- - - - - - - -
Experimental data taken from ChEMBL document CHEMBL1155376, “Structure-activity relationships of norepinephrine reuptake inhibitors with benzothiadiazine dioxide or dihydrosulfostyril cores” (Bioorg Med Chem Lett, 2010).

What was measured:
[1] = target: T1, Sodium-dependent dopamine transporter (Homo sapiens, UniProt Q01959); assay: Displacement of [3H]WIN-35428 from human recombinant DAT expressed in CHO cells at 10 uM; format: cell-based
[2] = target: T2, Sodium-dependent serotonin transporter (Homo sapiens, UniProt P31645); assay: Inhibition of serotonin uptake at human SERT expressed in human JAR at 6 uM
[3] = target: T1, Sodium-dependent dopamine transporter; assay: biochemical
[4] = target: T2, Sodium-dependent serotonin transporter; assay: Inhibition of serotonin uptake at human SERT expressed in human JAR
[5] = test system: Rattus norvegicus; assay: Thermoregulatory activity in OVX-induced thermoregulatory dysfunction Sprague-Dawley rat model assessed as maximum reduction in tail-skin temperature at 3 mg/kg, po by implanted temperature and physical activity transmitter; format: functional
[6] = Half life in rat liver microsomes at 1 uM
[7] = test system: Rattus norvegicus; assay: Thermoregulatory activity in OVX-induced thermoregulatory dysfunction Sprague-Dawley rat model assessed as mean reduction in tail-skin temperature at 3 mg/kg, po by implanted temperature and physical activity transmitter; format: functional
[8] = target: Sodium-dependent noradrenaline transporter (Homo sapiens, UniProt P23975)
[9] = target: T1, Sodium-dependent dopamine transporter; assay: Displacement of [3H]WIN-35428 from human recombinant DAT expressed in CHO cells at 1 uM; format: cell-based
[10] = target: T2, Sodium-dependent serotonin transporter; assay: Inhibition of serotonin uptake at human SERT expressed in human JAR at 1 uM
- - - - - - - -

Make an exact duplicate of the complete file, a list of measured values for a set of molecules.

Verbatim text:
Experimental data taken from ChEMBL document CHEMBL1155376, “Structure-activity relationships of norepinephrine reuptake inhibitors with benzothiadiazine dioxide or dihydrosulfostyril cores” (Bioorg Med Chem Lett, 2010).

What was measured:
[1] = target: T1, Sodium-dependent dopamine transporter (Homo sapiens, UniProt Q01959); assay: Displacement of [3H]WIN-35428 from human recombinant DAT expressed in CHO cells at 10 uM; format: cell-based
[2] = target: T2, Sodium-dependent serotonin transporter (Homo sapiens, UniProt P31645); assay: Inhibition of serotonin uptake at human SERT expressed in human JAR at 6 uM
[3] = target: T1, Sodium-dependent dopamine transporter; assay: biochemical
[4] = target: T2, Sodium-dependent serotonin transporter; assay: Inhibition of serotonin uptake at human SERT expressed in human JAR
[5] = test system: Rattus norvegicus; assay: Thermoregulatory activity in OVX-induced thermoregulatory dysfunction Sprague-Dawley rat model assessed as maximum reduction in tail-skin temperature at 3 mg/kg, po by implanted temperature and physical activity transmitter; format: functional
[6] = Half life in rat liver microsomes at 1 uM
[7] = test system: Rattus norvegicus; assay: Thermoregulatory activity in OVX-induced thermoregulatory dysfunction Sprague-Dawley rat model assessed as mean reduction in tail-skin temperature at 3 mg/kg, po by implanted temperature and physical activity transmitter; format: functional
[8] = target: Sodium-dependent noradrenaline transporter (Homo sapiens, UniProt P23975)
[9] = target: T1, Sodium-dependent dopamine transporter; assay: Displacement of [3H]WIN-35428 from human recombinant DAT expressed in CHO cells at 1 uM; format: cell-based
[10] = target: T2, Sodium-dependent serotonin transporter; assay: Inhibition of serotonin uptake at human SERT expressed in human JAR at 1 uM